10/29/2009 12:00AM

Autrey ready to take on New York

Email

After toppling perennial Delaware Park kingpin Scott Lake for that track's trainer's title, Cody Autrey has found a new world to try to conquer. Autrey began setting up shop in barn 6 at Aqueduct this week, hoping to make an impact on New York racing this fall and winter.

Approximately 24 horses were scheduled to arrive at Aqueduct from Delaware on Thursday, with about a dozen more to come in the weeks ahead.

"Everybody wants to go to New York if they can," said Autrey, who won 58 races at Delaware Park, three more than Scott Lake, who had been the leading trainer at Delaware Park the last seven years.

The impetus for Autrey coming to New York was a chance meeting with owner Robert Joscelyn at the popular Saratoga haunt Siro's this summer. Joscelyn is a partner of Michael Dubb, a prominent New York owner who likes to claim. Dubb, who also employs trainer Tony Dutrow with his better stock, will use Autrey with the lower-to-mid-level claiming horses.

"Cody's young and hungry," Dubb said. "The reality of racing is, if you want to be active in races, you have to be active at the claim box with horses that run in the $10,000 to $25,000 claiming price range. Cody is perfectly comfortable claiming those horses. He's done well at that level, he's got a proven track record, he's very intense. It seemed like a good fit for somebody to claim horses on a day-to-day basis."

"I came to New York with Mike Dubb for Mike Dubb," said Autrey, who turns 30 on Nov. 11. "If I don't meet Bob Joscelyn and Mike Dubb, I'm not there."

Autrey has made two claims for Dubb: Munition, whom he took for $10,000, and Kid Freud, a New York-bred he claimed for $16,000 at the Meadowlands.

"It's the way things have gone for me the past year," Dubb said, "but Cody and I have been outshook probably about half a dozen times at Keeneland and the Meadowlands."

Autrey, a native of Waxahachie, Texas, won his first race in 2000. But Autrey said he really didn't start training on his own until 2004. Before that, he was an assistant trainer to Bubba Cascio, a highly successful Quarter Horse trainer who switched to Thoroughbreds in 1991.

"I worked for him until about 2004," Autrey said. "I had one or two horses he'd let me train to get more experience. In 2004, I had about nine horses, and it wasn't until 2007 when I first had 25 horses in my care. We built on it from there."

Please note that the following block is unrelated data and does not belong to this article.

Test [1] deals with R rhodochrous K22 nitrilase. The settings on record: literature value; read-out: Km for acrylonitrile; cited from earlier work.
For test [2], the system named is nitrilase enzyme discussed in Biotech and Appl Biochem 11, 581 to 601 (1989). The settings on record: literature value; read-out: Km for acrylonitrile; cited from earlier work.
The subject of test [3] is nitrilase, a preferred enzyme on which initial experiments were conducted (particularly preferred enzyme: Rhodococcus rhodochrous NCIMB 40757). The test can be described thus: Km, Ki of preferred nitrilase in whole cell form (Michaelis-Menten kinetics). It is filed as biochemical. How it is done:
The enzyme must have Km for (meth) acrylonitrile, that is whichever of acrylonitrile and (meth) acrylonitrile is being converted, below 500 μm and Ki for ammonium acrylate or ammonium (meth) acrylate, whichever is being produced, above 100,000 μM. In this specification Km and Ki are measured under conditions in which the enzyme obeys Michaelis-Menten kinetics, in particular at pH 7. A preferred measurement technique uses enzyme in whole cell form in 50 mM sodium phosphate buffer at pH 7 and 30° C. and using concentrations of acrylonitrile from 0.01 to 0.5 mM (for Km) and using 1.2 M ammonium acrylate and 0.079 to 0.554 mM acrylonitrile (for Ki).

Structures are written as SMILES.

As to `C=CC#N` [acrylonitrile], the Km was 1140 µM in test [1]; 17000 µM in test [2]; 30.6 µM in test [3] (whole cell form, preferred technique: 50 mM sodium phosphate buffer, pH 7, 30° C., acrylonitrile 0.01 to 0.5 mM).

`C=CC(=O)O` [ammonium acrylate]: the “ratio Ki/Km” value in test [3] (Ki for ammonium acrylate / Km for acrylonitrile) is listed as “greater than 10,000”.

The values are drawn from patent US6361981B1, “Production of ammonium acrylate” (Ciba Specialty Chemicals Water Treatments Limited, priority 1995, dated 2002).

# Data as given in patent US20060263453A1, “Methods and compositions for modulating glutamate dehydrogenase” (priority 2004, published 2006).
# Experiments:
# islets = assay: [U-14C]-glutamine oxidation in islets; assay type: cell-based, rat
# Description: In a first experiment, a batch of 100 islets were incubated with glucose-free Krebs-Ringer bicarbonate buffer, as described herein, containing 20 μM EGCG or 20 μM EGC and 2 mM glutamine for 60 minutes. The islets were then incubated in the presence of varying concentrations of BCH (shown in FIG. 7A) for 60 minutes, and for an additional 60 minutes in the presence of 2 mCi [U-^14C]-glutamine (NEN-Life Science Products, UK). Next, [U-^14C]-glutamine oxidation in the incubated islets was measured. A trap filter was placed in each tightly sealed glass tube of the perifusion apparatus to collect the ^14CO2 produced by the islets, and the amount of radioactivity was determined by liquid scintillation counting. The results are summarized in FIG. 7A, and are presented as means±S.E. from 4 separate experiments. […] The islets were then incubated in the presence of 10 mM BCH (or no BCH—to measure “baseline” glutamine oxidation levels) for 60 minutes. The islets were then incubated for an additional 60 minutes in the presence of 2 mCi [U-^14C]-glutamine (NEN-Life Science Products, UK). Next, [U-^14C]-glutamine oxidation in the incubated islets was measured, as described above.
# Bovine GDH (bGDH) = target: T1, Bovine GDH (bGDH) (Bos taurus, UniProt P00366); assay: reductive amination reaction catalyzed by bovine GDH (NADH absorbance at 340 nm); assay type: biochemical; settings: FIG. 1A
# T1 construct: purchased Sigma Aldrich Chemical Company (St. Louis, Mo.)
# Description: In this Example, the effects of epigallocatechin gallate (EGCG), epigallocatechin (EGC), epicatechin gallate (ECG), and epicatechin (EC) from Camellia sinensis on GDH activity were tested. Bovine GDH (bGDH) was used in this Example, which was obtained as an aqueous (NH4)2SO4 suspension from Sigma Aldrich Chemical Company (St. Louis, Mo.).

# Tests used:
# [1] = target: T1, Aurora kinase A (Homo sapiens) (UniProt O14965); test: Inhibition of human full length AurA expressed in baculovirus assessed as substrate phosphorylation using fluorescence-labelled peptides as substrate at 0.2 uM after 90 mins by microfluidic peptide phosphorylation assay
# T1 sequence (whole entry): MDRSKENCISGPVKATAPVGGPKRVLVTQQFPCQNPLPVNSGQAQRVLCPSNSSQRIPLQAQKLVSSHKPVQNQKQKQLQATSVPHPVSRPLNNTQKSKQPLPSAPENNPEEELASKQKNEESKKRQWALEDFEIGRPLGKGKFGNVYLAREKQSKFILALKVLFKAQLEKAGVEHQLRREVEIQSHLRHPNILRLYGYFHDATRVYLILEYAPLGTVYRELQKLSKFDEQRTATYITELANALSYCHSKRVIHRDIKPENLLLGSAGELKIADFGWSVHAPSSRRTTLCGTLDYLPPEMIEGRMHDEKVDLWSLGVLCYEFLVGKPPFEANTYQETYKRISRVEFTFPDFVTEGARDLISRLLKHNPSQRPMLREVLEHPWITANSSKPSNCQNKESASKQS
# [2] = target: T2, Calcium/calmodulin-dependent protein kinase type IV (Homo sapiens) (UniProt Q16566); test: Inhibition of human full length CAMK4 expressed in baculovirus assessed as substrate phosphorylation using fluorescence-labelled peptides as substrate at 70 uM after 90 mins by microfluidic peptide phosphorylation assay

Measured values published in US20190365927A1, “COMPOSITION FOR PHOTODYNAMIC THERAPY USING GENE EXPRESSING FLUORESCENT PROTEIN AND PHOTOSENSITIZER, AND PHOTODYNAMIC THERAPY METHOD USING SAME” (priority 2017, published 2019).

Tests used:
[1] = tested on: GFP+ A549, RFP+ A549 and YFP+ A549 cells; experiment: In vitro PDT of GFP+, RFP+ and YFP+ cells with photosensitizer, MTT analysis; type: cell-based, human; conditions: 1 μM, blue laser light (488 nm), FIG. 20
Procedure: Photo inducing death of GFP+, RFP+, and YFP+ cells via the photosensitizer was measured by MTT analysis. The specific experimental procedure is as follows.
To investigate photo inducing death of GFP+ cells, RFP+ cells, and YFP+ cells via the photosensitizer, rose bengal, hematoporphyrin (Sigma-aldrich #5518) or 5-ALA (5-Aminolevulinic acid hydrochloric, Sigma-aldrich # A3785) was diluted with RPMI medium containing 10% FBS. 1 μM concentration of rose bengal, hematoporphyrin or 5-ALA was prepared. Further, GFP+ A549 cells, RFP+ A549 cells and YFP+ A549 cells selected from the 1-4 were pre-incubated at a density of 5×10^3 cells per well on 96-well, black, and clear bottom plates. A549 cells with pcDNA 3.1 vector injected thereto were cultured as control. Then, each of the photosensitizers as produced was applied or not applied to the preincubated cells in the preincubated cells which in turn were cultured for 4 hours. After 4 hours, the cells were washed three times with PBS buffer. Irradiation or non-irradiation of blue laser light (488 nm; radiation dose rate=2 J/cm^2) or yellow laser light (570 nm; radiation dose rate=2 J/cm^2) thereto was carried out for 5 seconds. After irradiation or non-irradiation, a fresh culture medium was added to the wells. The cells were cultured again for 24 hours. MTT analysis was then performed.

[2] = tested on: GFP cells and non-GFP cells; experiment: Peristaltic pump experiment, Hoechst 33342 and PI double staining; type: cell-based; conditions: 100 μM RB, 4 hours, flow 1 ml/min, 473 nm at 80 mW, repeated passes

Autrey won 133 races from 528 starters in 2007 and followed with 112 wins from 534 starts in 2008. Through Monday, Autrey had won 105 races from 384 starters this year.

Autrey figures to add life to a claiming game that has quieted over the years in New York.

"I'm not going to go there scared," said Autrey, who will also maintain a division at Fair Grounds. "The challenge is not knowing the people. Where I come from, I know people, trainer's habits, where they run their horses, moves they make, moves they don't make. It's like playing cards with someone everyday. . . . I'm not afraid to claim off anybody, no matter what. You can get a good horse off a good trainer or a bad horse off a good trainer or a bad horse off a bad trainer or a good horse off a bad trainer. I'll try to do my homework and claim sound horses and horses that can run."

A quick look at some of the horses Autrey had success with at Delaware shows just how sharp he is at the claiming game.

In April, he took the 8-year-old gelding Seneca Summer for $20,000 at Oaklawn. He freshened the horse, and Seneca Summer went 3 for 3 at Delaware.

In May, Autrey claimed Tizsilk, a Tiznow gelding. for $15,000 from Neil Howard. Tizsilk has three wins and two seconds from five starts. One of those seconds came at Belmont in a starter handicap, Autrey's first starter in New York.

Taleitlikeitain't had three wins from six starts since Autrey took him for $30,000 from Eric Guillot at Fair Grounds in March. Mr. Meso, a $5,000 claim, has gone 3 for 5 since Autrey took him.

Autrey said he owns about 15 horses, including This Chic's Got It, a 2-year-old filly who won a maiden $50,000 race at Delaware on July 26 and a starter allowance at Penn National on Oct. 6.

"I don't care if I win five Eclipse Awards, five Triple Crown races, and two Breeders' Cups," Autrey said. "I'll claim a horse for $5,000 the next day. I love the action, I love reading the Racing Form, I love being on top of things. I like to keep turning things over. At my barn, I probably don't have one horse that I had last year that I claimed. You have to have fresh stock."

While Autrey plans to be active, he plans to come out of the gates slowly.

"It's hard to come somewhere new and do good," Autrey said. "That's why we're extremely happy with what we did at Delaware. We thought going to Delaware we'd have a good meet, but I opened up the condition book, and every time I looked down there was a race that fit me. Once we get our horses from Delaware settled in, get them a work over the racetrack, then we'll start entering, and then we'll be okay.

"I'm not in a hurry to get a lot of horses,'' he said. "I want to claim the right horses wait and pick up my business. Maybe I'll claim two one day and nothing for a couple of days. . . . I'm not going to show up and start throwing things in the entry box because I'm here. Everywhere I go, I run horses. I never had one racing secretary call me and say, 'Cody, why aren't you running horses?' "